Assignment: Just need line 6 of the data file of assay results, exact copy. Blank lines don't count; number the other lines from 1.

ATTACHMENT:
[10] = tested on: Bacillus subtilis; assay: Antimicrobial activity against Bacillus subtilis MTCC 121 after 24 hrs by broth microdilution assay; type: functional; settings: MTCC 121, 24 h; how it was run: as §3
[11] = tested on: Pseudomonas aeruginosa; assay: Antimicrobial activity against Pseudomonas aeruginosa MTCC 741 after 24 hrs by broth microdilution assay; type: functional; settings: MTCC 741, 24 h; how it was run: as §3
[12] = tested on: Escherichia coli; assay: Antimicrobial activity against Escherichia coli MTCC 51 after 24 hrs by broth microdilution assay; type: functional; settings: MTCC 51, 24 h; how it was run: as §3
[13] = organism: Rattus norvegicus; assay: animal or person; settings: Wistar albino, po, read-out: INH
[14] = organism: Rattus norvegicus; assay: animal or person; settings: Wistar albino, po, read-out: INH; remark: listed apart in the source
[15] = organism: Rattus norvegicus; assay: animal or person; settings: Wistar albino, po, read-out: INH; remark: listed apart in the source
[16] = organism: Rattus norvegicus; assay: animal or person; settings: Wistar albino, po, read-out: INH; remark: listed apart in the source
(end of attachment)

[15] = organism: Rattus norvegicus; assay: animal or person; settings: Wistar albino, po, read-out: INH; remark: listed apart in the source